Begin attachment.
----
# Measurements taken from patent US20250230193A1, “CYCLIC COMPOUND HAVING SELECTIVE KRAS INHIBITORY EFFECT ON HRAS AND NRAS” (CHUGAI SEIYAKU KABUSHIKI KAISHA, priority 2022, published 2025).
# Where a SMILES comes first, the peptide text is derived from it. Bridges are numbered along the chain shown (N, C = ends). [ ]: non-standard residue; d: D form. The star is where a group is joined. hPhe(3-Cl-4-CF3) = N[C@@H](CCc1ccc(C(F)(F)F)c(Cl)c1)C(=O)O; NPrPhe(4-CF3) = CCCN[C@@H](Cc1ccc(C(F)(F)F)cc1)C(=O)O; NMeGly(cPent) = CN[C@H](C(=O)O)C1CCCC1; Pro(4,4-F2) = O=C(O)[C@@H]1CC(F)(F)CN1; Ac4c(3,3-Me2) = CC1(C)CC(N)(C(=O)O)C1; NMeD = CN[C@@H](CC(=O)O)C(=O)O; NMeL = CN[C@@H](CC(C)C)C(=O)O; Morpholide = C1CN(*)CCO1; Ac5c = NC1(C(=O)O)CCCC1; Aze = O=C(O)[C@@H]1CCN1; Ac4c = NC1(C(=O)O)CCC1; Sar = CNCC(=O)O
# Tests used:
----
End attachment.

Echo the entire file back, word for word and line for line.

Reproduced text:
# Measurements taken from patent US20250230193A1, “CYCLIC COMPOUND HAVING SELECTIVE KRAS INHIBITORY EFFECT ON HRAS AND NRAS” (CHUGAI SEIYAKU KABUSHIKI KAISHA, priority 2022, published 2025).
# Where a SMILES comes first, the peptide text is derived from it. Bridges are numbered along the chain shown (N, C = ends). [ ]: non-standard residue; d: D form. The star is where a group is joined. hPhe(3-Cl-4-CF3) = N[C@@H](CCc1ccc(C(F)(F)F)c(Cl)c1)C(=O)O; NPrPhe(4-CF3) = CCCN[C@@H](Cc1ccc(C(F)(F)F)cc1)C(=O)O; NMeGly(cPent) = CN[C@H](C(=O)O)C1CCCC1; Pro(4,4-F2) = O=C(O)[C@@H]1CC(F)(F)CN1; Ac4c(3,3-Me2) = CC1(C)CC(N)(C(=O)O)C1; NMeD = CN[C@@H](CC(=O)O)C(=O)O; NMeL = CN[C@@H](CC(C)C)C(=O)O; Morpholide = C1CN(*)CCO1; Ac5c = NC1(C(=O)O)CCCC1; Aze = O=C(O)[C@@H]1CCN1; Ac4c = NC1(C(=O)O)CCC1; Sar = CNCC(=O)O
# Tests used: